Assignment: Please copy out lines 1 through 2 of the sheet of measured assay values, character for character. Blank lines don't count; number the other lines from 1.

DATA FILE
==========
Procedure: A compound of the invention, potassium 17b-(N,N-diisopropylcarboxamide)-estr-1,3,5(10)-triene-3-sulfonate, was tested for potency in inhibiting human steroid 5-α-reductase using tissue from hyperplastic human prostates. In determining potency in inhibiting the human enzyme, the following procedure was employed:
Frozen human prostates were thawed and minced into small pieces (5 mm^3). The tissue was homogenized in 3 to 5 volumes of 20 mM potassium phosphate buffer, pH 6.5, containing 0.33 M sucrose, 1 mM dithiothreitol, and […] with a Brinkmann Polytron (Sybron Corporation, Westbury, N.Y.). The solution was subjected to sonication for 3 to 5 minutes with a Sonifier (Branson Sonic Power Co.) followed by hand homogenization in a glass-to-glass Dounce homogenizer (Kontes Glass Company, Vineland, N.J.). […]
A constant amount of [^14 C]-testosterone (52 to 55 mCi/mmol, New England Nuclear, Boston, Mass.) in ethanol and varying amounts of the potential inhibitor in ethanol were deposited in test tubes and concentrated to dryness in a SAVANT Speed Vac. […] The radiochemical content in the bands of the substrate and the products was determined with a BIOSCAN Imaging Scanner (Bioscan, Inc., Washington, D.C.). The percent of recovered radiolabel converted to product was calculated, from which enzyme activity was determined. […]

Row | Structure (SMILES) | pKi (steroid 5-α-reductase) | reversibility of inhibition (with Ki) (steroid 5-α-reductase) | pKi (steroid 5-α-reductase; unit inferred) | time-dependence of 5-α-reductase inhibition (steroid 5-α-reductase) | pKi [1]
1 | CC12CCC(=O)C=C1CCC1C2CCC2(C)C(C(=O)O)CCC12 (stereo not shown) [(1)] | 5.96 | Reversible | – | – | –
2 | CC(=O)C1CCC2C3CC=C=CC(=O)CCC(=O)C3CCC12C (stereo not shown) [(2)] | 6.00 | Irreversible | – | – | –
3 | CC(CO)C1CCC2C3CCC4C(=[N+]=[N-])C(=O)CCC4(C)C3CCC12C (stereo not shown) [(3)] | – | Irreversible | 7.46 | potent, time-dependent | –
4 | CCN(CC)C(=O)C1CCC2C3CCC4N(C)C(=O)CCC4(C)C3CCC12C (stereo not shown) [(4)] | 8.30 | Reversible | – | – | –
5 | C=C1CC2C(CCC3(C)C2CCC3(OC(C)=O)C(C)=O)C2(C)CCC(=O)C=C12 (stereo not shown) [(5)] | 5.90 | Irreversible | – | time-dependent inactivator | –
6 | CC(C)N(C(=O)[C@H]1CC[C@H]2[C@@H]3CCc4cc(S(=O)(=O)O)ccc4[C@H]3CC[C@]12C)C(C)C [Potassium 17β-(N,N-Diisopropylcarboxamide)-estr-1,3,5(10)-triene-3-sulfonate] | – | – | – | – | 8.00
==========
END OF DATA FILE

Procedure: A compound of the invention, potassium 17b-(N,N-diisopropylcarboxamide)-estr-1,3,5(10)-triene-3-sulfonate, was tested for potency in inhibiting human steroid 5-α-reductase using tissue from hyperplastic human prostates. In determining potency in inhibiting the human enzyme, the following procedure was employed:
Frozen human prostates were thawed and minced into small pieces (5 mm^3). The tissue was homogenized in 3 to 5 volumes of 20 mM potassium phosphate buffer, pH 6.5, containing 0.33 M sucrose, 1 mM dithiothreitol, and […] with a Brinkmann Polytron (Sybron Corporation, Westbury, N.Y.). The solution was subjected to sonication for 3 to 5 minutes with a Sonifier (Branson Sonic Power Co.) followed by hand homogenization in a glass-to-glass Dounce homogenizer (Kontes Glass Company, Vineland, N.J.). […]